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Older people with hip fractures are often malnourished at the time of their fracture and many have poor food intake while in hospital. Malnutrition may hinder recovery after hip fracture. We reviewed the effects of nutritional interventions in older people recovering from hip fracture.

The 24 randomised controlled trials included in this review involved 1940 participants. The trials had methodological flaws that may affect the validity of their results. Ten trials examined the use of additional feeds by mouth providing non-protein energy, protein, some vitamins and minerals. Pooled data from these trials found that there may be a possibility of a reduction in ‘unfavourable outcome’ (combined outcome of mortality and survivors with medical complications), but no effect on mortality.

Four trials examined nasogastric tube feeding, where liquid food is delivered via a tube inserted into the nose and passed down into the stomach, with non-protein energy, protein, some vitamins and minerals. These trials provided very limited data but tube feeding, which was poorly tolerated, did not seem to make a difference to mortality.

One trial found nasogastric tube feeding followed by oral feeds did not seem to affect mortality or complications.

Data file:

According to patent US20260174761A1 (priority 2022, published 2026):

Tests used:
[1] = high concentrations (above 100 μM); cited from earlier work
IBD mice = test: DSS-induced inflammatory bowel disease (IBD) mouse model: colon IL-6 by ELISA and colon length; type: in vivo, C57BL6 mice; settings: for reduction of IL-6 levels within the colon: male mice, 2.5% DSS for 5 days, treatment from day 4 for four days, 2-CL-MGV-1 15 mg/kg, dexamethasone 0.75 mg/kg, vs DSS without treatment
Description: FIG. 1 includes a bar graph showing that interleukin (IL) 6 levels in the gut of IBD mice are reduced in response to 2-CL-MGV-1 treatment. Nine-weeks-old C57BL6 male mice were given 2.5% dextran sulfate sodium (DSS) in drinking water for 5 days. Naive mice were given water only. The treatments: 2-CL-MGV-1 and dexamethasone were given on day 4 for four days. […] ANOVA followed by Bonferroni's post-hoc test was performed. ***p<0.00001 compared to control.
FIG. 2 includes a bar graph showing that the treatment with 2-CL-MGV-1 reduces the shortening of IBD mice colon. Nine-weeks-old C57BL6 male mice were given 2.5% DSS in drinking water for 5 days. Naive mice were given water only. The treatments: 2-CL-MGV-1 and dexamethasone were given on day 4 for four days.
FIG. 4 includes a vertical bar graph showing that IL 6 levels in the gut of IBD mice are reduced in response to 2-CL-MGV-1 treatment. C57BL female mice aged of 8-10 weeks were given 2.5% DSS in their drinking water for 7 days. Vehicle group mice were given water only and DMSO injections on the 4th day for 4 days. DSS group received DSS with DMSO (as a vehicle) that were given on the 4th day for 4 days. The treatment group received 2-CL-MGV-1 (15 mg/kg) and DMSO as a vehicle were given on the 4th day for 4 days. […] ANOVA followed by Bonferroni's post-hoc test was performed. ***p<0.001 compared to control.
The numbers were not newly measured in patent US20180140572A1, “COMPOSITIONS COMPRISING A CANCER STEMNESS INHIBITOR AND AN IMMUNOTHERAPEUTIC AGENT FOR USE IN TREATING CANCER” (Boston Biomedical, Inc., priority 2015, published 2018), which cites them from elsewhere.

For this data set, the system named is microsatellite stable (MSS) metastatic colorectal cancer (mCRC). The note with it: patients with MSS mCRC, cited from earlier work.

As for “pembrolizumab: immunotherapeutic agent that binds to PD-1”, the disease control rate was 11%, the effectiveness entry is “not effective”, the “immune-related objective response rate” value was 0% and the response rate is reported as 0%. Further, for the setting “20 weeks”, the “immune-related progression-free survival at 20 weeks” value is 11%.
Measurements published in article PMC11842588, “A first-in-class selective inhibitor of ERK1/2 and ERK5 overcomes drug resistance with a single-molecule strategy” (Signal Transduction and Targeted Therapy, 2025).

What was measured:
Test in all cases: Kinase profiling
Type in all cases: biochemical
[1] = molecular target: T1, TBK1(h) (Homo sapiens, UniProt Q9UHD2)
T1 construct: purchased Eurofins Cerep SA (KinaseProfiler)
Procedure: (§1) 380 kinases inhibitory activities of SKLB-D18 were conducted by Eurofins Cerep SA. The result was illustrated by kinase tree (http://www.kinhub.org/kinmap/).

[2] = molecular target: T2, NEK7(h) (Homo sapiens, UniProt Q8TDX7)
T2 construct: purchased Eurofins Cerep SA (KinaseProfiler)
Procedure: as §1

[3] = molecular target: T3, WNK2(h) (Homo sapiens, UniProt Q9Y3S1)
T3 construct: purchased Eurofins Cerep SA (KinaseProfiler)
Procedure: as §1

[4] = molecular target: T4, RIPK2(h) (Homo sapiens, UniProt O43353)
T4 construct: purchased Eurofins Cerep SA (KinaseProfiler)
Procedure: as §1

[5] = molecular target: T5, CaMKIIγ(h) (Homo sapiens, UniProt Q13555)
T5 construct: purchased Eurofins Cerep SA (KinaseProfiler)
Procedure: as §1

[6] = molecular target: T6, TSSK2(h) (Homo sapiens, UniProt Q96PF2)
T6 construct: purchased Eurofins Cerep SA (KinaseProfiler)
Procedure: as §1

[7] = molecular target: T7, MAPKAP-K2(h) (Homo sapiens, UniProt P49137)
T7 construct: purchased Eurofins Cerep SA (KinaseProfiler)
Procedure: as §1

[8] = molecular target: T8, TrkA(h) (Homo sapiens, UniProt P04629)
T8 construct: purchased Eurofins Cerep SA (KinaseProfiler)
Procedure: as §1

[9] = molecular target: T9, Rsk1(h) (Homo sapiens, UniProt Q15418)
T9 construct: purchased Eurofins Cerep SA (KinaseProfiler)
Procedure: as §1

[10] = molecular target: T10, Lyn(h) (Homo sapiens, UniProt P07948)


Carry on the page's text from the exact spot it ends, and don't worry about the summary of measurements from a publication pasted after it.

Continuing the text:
One trial examined giving feed into a vein initially, then by mouth. This did not seem to affect mortality but might reduce complications.

Increasing protein intake in an oral feed was tested in four trials. Protein supplementation may have reduced the number of long term complications, but it did not seem to make a difference to mortality alone.

Two trials examining intravenous vitamin B1 and other water soluble vitamins, or a form of vitamin D given orally, did not alter outcomes.

One unpublished study comparing ornithine alpha-ketoglutarate with an isonitrogenous peptide supplement found very weak evidence of a delay in the onset of complications but not their occurrence.

One trial, evaluating dietetic assistants to help improve nutritional intake found a trend for a reduction in mortality.

Some evidence exists for the effectiveness of protein and energy feeds, but overall the evidence for the effectiveness of nutritional supplementation remains weak. The role of dietetic assistants, and peripheral intravenous feeding require further evaluation. Trials are required which overcome the defects of the reviewed studies, particularly inadequate size and trial methods. Cochrane 2010



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